On March 25, IDEO CoLab Ventures and experts including Dave Kim from the Gates Foundation, Simon Chamorro from Valiu, and Will Le from Celo and 40+ others from around the world shared perspectives on financial inclusion for the next billion users, with a focus on emerging markets. You can watch the full video here.
Over the last two decades, extraordinary effort has been dedicated to helping those living in poverty gain access to the digital financial system. Great progress has been made in providing access, yet 30% of the population remains unbanked. Many of those, who do have bank accounts, are not using them because they are complicated, inconvenient, and expensive. While still nascent, crypto currencies represent the promise of new financial infrastructure and purpose-built products and services that might better serve unbanked. As we navigate today’s turbulent economic crisis and emerge to re-architect the global financial system, we have a unique opportunity to be sure we are including populations that are underserved, or completely left out of today’s system.
It’s one thing to imagine this future, but it’s another thing to be actively building it. For our recent virtual brainstorm, we were joined by 3 innovators who are working directly with unbanked and underbanked populations. They shared their perspectives and stories of real people from they’ve met working on the edges of crypto and financial inclusion.
Dave Kim, Gates Foundation:
“When you ask people to jump from the financial tools they know over to digital, you’re asking them to make a big jump!”
As a program officer for the Financial Services for the Poor team at the Gates Foundation, Dave has a unique global view of different approaches to financial inclusion. He has worked across much of Africa and Asia (Kenya, Tanzania, Uganda, Nigeria, India, Bangladesh, Pakistan and Indonesia)
- Financial services does three jobs to alleviate poverty: managing an individual’s day to day, long-term income growth, and resilience to shocks
- Dave shared “The Human Account”, an open research platform that shares data, tools, and stories of peoples financial health in a number of countries.
- Dave highlighted both how fragile and resilient people’s livelihoods are through the story of a rice farmer in Myanmar who’s “retirement plan” was lost when her avocado grove burned down.
- A pattern across countries and contexts is the rise of financial agents, or intermediation. These human interfaces to the digital world are critically important in building trust, fluency and adoption of digital financial services. These agents are likely a bridge between the current state and a mobile banking future.
- Dave closed by sharing that these issues exist closer to home here in the US, where 70% of Americans are not financially healthy and 53% have no emergency savings. Worldwide, the economic effects of Covid-19 will be felt by many, many people who have no safety net.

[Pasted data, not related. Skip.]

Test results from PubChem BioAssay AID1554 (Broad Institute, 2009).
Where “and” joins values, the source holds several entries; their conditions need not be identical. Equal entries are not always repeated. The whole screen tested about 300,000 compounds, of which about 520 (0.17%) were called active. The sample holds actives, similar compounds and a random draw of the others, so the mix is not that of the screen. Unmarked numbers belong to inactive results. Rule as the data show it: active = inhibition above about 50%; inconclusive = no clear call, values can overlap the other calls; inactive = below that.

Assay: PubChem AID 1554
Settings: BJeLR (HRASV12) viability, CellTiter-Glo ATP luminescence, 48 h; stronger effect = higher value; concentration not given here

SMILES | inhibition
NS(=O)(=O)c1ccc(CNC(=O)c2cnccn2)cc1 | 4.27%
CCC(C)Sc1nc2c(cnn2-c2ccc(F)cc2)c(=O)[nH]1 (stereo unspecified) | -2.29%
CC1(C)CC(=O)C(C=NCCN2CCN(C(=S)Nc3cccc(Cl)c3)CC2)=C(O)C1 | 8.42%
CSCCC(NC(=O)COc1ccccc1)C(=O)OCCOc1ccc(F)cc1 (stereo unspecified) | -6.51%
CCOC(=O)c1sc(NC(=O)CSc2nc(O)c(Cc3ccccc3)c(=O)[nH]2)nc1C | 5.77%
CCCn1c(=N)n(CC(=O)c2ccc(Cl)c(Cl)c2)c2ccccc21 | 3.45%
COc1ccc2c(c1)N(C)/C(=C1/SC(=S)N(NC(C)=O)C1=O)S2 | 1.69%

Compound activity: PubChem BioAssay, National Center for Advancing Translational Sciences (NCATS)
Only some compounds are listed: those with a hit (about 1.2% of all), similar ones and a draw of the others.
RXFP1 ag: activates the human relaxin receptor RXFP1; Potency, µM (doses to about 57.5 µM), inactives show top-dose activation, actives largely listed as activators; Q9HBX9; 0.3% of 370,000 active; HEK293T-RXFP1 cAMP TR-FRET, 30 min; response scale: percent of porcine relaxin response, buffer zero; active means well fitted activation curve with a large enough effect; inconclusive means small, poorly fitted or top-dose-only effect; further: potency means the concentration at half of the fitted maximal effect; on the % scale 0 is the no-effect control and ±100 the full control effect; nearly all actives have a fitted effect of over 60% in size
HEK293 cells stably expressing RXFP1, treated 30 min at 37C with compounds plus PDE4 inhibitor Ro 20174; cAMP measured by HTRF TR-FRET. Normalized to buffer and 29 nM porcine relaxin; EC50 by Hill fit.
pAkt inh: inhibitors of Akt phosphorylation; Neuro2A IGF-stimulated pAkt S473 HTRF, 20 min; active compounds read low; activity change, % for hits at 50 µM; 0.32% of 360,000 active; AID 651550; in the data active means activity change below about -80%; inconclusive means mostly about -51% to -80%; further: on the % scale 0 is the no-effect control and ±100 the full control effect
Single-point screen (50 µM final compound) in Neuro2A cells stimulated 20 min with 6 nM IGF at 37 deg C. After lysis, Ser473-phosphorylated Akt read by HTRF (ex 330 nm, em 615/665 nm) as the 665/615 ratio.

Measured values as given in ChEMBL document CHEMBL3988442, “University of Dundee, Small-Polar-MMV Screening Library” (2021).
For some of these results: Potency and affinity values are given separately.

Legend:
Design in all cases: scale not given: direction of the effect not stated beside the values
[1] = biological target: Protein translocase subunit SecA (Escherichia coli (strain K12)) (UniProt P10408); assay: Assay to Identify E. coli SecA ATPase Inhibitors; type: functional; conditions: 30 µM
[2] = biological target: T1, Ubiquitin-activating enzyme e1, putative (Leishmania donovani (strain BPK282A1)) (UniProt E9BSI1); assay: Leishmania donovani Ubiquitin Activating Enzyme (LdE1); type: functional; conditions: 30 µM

Simon Chamorro, Valiu:
“Latin American communities are loyal, fast learning, have a high demand for digital financial services, and high expectations of emerging financial services.”
- Around 60% of people in Latin America handle cash, primarily. They’re not in the banking system, or liking the digital banking system. There are a lot of informal networks where cash moves around.
- About 6.5M Venezuelan migrants are in Latin America, and are desperately in need of digital financial services. They are financially literate, but just don’t have the tools and infrastructure to help them achieve financial stability right now, especially with the hyperinflation of the Venezuelan bolivar.
- There is increasing evidence that we’re seeing hyperinflation in other Latin American countries such as Argentina, Colombia, Mexico, Peru. If you’re saving in the local currency, you’re drastically losing value and money every day.
- We’ve noticed crypto trading volumes growing in Latin America, especially in peer-to-peer exchanges and platforms like localbitcoins. It’ll be interesting to see what happens next.
Will Le, Celo
“Due to the high unemployment in Kenya, 2/3 of people turn to online work to fill the income gap. There is a massive demand for mobile-based microwork.”
- Will Le (@CeloOrg)
- Despite a lot of the benefits of cryptocurrency, we haven’t seen as widespread adoption as we would expect. And we believe that part of that reason is that there is a lot of friction around usability right now.
- Crypto adoption will need to be made suitable for low-end devices because there are lots of areas with low connectivity
- in Kenya, youth unemployment is around 35% but most people feel that the official numbers are much higher. As a result people, have turned to online work as a way to fill the income void
- We are currently testing what it’ll look like to do work on your phone and have the earned money sent directly to your phone for fractions of the cost instantaneously. Typically, right now, it takes about 2–3 days to clear a bank payment.
- I think we’re seeing the emergence of an interesting opportunity: there will be more people in need of jobs than ever, but we’re also seeing entire countries going on lockdown right now.
- Imagine the opportunity to earn income on your phone for the safety of your home — this could be a lifeline for a lot of people.
We’re all in this together
Emerging markets account for 60 percent of the world economy on the basis of purchasing power, according to the International Monetary Fund.
A slowdown in developing countries is a slowdown for the planet.
Over the years, IDEO and IDEO.org have been working together on the ground with a number of different communities and challenges related to a better financial system. We are inspired by projects like the Women and Money project, a budgeting toolkit for low income families in SF, and projects exploring last mile money and agent networks in Tanzania.
Are you working on something awesome? Reach out to us on Twitter @IDEOVC!